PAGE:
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Step: 9 Review Seller's Disclosure

Before writing an offer, reviewing the sellers disclosure is is a must. Now, what is it and why is it important? Let’s break it down:

The Seller’s Disclosure (Form 17) is a document that is completed ONLY by the seller (not their agent or any other party) where the seller discloses any existing material facts or material defects to the buyer based on the seller's actual knowledge of the property at the time the seller completes the disclosure statement. This is very important to review because in this document you can discover defects with the home, if there are any known, before even moving forward with the transaction. With this being said, if nothing problematic shows up on the Form 17, this doesn’t mean the inspection will come out with no issues, but it is a preliminary check for you as the future buyer to want to review in case the seller is aware that there is a roof issue or easements on the property that affect future use. Let’s go into into a little more detail about what each section of the Form 17 explains:

Section 1: Title

As a potential buyer you need to know if you can use this property for its intended use or for what you would like to use it for. For example in this section the seller will disclose if there are any known easements or boundary disputes, encroachments, or zoning restrictions. All of these items are valuable to know about. With an easement someone else may have the nonpossessory right to use or enter the property of another (in this case you as the potential buyer) without possessing it. In terms of privacy, maybe this is something that you don’t want on your future property so it’s a great idea to look out for that in this form. There could also be zoning restrictions where certain construction on the property isn’t allowed and you had intentions of building a shop for an automotive business for example. With that being said, this is why you want to read over this section to see if this property is something you want to invest in.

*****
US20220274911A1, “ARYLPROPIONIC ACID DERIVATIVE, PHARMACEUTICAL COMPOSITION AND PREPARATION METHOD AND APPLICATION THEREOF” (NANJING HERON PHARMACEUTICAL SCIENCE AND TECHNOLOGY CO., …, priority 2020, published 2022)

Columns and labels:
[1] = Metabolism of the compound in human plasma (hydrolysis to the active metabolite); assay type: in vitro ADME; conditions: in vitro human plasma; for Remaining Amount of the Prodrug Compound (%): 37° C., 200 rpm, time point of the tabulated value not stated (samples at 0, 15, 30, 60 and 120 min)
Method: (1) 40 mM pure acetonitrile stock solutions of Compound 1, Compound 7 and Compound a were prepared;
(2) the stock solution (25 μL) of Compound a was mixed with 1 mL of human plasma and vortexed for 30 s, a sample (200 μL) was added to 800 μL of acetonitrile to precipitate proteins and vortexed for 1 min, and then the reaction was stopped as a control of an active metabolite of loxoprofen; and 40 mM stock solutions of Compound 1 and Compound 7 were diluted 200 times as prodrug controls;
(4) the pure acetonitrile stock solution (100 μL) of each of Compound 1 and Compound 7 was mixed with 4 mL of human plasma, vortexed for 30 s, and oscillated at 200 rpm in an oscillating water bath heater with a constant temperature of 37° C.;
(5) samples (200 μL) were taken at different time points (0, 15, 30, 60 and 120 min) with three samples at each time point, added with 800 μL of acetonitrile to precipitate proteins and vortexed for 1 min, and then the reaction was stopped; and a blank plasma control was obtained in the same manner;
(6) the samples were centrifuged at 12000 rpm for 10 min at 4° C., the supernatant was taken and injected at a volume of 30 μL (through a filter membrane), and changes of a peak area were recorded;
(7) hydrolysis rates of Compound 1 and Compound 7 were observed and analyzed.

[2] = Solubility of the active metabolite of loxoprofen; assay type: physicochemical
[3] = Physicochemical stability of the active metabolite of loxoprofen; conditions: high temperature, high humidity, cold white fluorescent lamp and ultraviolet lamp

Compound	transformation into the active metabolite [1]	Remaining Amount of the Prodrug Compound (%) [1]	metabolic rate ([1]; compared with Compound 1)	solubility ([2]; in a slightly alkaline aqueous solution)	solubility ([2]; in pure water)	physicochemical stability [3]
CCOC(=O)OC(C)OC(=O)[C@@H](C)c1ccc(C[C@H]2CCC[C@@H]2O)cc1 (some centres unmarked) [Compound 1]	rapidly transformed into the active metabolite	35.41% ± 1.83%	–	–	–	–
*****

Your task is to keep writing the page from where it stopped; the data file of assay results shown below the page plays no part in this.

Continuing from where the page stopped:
Section 2: Water

In this section the seller will disclose the property’s water source and if there are any defects or certain water rights with the property that the potential buyer should know about. It will also touch on if there is a sprinkler system on the property and what its condition is, as well as if there are any irrigation rights for the property. This section is important to look over as you would want to know that all water sources will be functioning properly, etc.

Section 3:Sewer/On-site sewer system

This section is where the seller explains the type of sewer system that the property has. It can either be connected to a public sewer or to the property’s very own on site sewer system (septic). The seller will also disclose in this section if there are any known problems with the system whether the home be connected to public sewer or its own on site sewer system. You as the potential buyer should look very closely at this section. If there are any KNOWN problems, you can ask the seller to repair them when the inspection period rolls around, but if they do not agree than realize that sewer problems can be very costly. If there are not any known problems, it is still recommended that you get an inspection done on this system because it may have been years since the seller has had an inspection and once again if there are any issues it could be costly.